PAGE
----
Φίλιππος Στέφανος

Nocturnal Inclination

Nerdkram, Internethumor und der ganzen Rest.

Setting up the Pebble Development Environment on Gentoo Linux 64bit

The official guide to set up the Pebble Development Environment on Linux is Ubuntu only.

Please note: Pebble SDK is only supported on Ubuntu GNU/Linux 12.04 LTS.

While this might work well on other distributions that user binary packages, it does not work so well if you are used to compile your source code yourself. This guide describes how to install the Pebble SDK on Gentoo Linux, but might work on other build-from-source distributions as well.

I am going to keep the structure close to the official guide and recommend to read it, too.

I am using zsh, but everyting should work in bash, too. Command prefixed with % shall be run as normal user, those with a # in front of them need to be run as root.

1. Download and install Pebble SDK

Setup a working directory to install the Pebble SDK into. This is probably also where you want to keep your own watchapp projects. All further instructions will assume you are in that working directory.

% mkdir pebble-dev
% cd pebble-dev

Now download Pebble SDK manually, wget won't work as the folks at Pebble want you to login and do some cookie and redirect nastiness. After you downloaded the SDK, unpack it:

% tar xf PebbleSDK-1.12.tar.gz

2. Download and install Pebble ARM toolchain

The Problem with the precompiled toolchain from the Pebble homepage is, that it links dynamically to libmpc2. First off you might even have libmpc3 installed and if you're on a 64bit system, both of the libs are also 64bit. But the toolchain links again the 32bit version. But as libmpc is somewhat essential to building software (e.g. via portage) you don't want to screw around with it and fuck up your build system. Been there done that.

So instead of using the precompiled toolchain provided by Pebble Inc. let's do it the Gentoo-way. Gentoo provides us with a nice tool for setting up cross-compiling toolchains that live next to our native build system. Enter crossdev.

Generating a cross-compiler by hand was a long and painful process. This is why it has been fully integrated into Gentoo! A frontend called crossdev will run emerge with all of the proper environment variables and install all the right packages to generate arbitrary cross-compilers based on your needs

Install sys-devel/crossdev. It is recommended that you use the unstable version to get the latest fixes, so unmask the package first.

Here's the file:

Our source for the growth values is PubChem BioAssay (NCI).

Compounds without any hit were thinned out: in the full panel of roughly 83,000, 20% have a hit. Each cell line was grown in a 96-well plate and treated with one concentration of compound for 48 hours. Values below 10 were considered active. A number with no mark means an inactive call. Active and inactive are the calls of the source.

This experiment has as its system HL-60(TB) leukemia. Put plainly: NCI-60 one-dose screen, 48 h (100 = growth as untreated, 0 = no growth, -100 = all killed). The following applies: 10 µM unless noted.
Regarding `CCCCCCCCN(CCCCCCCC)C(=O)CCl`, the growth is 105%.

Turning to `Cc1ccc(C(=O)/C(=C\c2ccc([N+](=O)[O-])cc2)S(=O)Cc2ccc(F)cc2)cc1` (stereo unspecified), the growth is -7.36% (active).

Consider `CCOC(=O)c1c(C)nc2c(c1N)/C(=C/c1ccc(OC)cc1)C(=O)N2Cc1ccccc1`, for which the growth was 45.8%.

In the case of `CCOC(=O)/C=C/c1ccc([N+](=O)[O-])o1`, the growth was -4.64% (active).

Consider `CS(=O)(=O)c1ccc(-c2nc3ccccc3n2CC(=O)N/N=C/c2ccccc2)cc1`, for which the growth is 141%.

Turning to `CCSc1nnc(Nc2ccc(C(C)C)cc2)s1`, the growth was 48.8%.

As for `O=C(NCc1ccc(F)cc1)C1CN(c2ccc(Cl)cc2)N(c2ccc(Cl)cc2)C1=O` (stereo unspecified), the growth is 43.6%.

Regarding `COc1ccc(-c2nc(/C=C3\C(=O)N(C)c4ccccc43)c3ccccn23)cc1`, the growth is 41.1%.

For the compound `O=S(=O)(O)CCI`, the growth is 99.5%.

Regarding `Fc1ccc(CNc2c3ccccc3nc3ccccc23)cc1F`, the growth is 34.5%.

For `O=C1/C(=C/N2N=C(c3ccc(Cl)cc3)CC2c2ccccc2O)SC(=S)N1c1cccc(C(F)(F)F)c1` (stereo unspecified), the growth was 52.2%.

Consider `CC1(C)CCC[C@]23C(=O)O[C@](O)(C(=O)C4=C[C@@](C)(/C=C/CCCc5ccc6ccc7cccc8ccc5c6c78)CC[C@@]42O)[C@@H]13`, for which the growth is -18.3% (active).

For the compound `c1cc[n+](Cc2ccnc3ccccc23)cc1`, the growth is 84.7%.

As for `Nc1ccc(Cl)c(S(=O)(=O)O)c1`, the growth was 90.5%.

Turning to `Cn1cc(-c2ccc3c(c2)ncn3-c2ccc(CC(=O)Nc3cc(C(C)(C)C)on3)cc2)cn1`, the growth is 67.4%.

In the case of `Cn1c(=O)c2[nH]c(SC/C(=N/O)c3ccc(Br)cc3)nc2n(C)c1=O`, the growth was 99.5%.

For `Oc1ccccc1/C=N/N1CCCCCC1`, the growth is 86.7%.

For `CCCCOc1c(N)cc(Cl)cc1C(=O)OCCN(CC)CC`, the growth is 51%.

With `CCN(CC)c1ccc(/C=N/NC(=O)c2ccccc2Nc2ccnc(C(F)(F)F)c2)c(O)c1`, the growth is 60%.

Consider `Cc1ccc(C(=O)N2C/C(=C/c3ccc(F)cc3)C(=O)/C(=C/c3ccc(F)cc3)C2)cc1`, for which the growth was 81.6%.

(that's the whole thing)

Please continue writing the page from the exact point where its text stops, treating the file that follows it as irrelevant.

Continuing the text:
# echo "sys-devel/crossdev" >> /etc/portage/package.accept_keywords
# emerge crossdev

You might get an error message telling you to convert package.use to a directory. To do so, run

# mv /etc/portage/package.use /etc/portage/package.use.orig
# mkdir /etc/portage/package.use
# mv /etc/portage/package.use.orig /etc/portage/package.use

Now with crossdev up and running, lets install the specific toolchain for the Pebble ARM architecture:

# crossdev --target arm-none-eabi

To test the freshly installed toolchain simply check its version. The output should be similar to the one provided below.

% arm-none-eabi-gcc --version
arm-none-eabi-gcc (Gentoo 4.7.3 p1.1, pie-0.5.5) 4.7.3
Copyright (C) 2012 Free Software Foundation, Inc.
This is free software; see the source for copying conditions.  There is NO

To go even further with testing (you want your build system to work probably, don't you?), let's compile a simple test. This should result in an output file a.out and should not throw any errors.

% echo "int main(void) {return 0;}" | arm-none-eabi-gcc -x c -
% ls | grep a.out

3. Download and install SDK dependencies

Now with the compiler stuff being done, let's move on to install the actual Pebble SDK dependencies. You need do install Python 2.7 and the Python package manager pip (if they are not yet installed).

# emerge dev-lang/python:2.7 dev-python/pip

On my system the default Python version is 3.2, but the Pebble scripts are written against Python 2.7 and are not compatible with 2.7. This brings us to the problem of managing different versions of Python dynamically. You don't want to change your global Python version, so we use virtualenv instead.

virtualenv is a tool to create isolated Python environments.

Install it via pip:

# pip install virualenv

Now in the pebble working directory, let's setup a Python 2.7 for use in Pebble Development. This creates a directory pebble-python and installs a separate Python version into it.

% virtualenv -p /usr/bin/python2.7 --distribute pebble-python

Now activate pebble-python for the current shell session (maybe alias this to make it more comfortable). You need to to this in every new shell session before using the Pebble SDK.

% source pebble-python/bin/activate

After you're done developing you can either close the shell session or run deactivate to get out of the virtual environment and get your normal python back.

After activating your pebble-python, your shell prompt should have changed and you can test your Python version, which should result in something similar to the output provided below.

(pebble-python)% python --version
Python 2.7.3
(pebble-python)% which python

Now install the Pebble SDK dependencies as provided in the SDK into the new virtual pebble-python environment:

(pebble-python)% pip install -r PebbleSDK-1.12/Pebble/sdk/requirements.txt

And you should finally be ready to go. Why not start with the Hello World?